Cinderella - Procrastination Comics

You look for that special gal:
“Cinderella”, that’s right pal?
Glass slipper, a perfect fit,
to love her you shall now commit.

The Internet’s your real love, friend,
even though it’s a dead end.
She is a real cruel mistress.
She will turn you to a mess.

Don’t go buddy, stop, please wait –
say, do you procrastinate?
Are you distracted by the Net?
Of course you are, you’re here, right mate?

Don’t you fight it, it’s your fate
Look, another fun click bait
that will make you awfully late
to whatever’s out there, mate.


Here’s another comic about the wonderful sides of the Internet.
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I’m a Webcomic Consumer

Webcomic Consumer - by C-Section Comics

I’m so lucky, lucky me –
I get all my comics free.
I read one, I read many,
I don’t need to pay a penny.

If I love it, good for me:
continuing my laughing spree!
Tweet, share and upvote of course –
I’ll do these without remorse.

But if I hate it I just might
comment on the artist’s site:
-click- -click- -click-, let’s hit submit:
“Your comic is a piece of shit.”

You may think I’m kinda rude,
but I’m just helping out the dude:
thanks to me the artist knows
just how much his comic blows.


Forget webcomic fans or webcomic readers – the webcomic consumer changes the way we treat comics, for better or worse, since, oh, around 1998…


Here are some more comics about how the internet changes things.

10 Real Life Stories, Told Using Facebook Reactions

Real Life Stories Told Using Facebook Reactions

When you think of it, Facebook reactions really represent the process of going through an emotional roller coaster – liking, loving, ecstasy, happiness, sadness, anger. And it’s really the process of any good story.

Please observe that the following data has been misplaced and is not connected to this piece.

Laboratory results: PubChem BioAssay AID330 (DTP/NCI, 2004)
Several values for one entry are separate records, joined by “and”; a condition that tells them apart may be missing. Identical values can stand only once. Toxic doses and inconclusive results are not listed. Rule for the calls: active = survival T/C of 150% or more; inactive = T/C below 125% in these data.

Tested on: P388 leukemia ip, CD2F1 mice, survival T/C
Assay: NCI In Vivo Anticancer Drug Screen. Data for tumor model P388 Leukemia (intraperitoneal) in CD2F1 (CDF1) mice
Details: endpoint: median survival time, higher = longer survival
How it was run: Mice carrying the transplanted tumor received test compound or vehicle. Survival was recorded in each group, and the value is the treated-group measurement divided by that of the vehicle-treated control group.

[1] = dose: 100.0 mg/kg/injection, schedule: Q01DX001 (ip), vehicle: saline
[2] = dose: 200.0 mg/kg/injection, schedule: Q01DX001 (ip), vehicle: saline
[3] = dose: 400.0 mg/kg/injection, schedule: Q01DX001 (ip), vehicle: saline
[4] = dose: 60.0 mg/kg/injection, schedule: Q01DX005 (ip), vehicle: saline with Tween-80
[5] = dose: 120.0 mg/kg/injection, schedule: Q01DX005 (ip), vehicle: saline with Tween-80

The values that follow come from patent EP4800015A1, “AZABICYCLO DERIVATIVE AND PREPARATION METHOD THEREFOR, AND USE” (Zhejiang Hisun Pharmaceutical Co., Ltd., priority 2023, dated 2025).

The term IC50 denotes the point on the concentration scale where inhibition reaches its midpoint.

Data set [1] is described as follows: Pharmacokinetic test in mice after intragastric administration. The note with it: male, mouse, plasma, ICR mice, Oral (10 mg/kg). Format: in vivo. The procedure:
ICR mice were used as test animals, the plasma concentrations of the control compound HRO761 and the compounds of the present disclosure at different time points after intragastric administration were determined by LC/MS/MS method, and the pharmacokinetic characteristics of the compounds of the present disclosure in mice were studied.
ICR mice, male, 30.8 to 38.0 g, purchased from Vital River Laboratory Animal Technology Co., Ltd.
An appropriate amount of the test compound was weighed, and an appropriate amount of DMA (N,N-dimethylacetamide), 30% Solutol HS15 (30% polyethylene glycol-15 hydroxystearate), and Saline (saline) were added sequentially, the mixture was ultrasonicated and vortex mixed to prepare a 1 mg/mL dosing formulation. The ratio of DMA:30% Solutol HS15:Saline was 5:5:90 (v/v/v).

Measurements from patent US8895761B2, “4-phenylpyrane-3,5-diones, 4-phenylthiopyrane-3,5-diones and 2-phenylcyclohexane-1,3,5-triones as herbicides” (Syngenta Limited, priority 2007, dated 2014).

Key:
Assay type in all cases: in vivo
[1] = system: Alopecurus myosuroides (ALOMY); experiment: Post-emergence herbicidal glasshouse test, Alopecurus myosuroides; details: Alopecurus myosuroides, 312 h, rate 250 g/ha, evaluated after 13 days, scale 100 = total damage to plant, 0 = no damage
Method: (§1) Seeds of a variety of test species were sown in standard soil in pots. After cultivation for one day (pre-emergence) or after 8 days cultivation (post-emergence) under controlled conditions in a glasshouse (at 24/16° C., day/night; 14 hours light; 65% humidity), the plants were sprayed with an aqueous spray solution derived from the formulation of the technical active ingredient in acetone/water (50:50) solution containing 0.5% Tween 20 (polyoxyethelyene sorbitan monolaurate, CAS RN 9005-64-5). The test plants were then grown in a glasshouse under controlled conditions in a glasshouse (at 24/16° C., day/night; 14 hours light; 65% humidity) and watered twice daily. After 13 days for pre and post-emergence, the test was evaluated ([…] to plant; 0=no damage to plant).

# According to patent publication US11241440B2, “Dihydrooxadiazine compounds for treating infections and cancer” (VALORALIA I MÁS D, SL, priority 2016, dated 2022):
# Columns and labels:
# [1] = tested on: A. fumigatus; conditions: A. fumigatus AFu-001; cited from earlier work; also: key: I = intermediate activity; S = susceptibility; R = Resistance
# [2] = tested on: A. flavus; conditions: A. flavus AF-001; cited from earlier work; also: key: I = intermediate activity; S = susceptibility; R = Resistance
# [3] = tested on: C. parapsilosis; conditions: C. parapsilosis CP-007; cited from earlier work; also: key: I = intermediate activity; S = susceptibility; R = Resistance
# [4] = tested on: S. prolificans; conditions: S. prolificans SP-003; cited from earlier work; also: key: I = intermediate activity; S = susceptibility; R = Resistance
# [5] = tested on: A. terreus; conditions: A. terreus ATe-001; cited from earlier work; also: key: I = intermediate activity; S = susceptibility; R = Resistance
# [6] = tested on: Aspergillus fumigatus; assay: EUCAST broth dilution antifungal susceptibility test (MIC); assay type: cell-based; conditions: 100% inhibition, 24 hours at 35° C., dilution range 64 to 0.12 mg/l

It looks like Facebook reactions have always been there, but they’re fairly new. Facebook added them only in February 2016, exactly 12 years after the birth of the social network, and exactly 7 years after the launch of the famous Like button.The main goal behind Facebook reactions was to enable feature to express a more extensive range of emotions to posts, since not every post is “likeable”. Up until then it was like:
– My grandma died
– Oh, sorry to hear that. ‘Like’

Other social networks and microblogging platforms like Twitter and Tumblr haven’t followed Facebook yet, and they maintain a single reaction model (heart shaped “like”). The same goes for Google Plus, with their +1 button, which, psychologically, can be seen as a more neutral reaction than “like” or “love”.

Feeling emotional? You can experience a full range of emotions by browsing through our comics archives – you’ll like some, you’ll love others. Some will make you pee with laughter, others will make you angry. Some will be so emotional they’ll make you cry, and some will have such low humor you’ll go “Wow what did I just read?”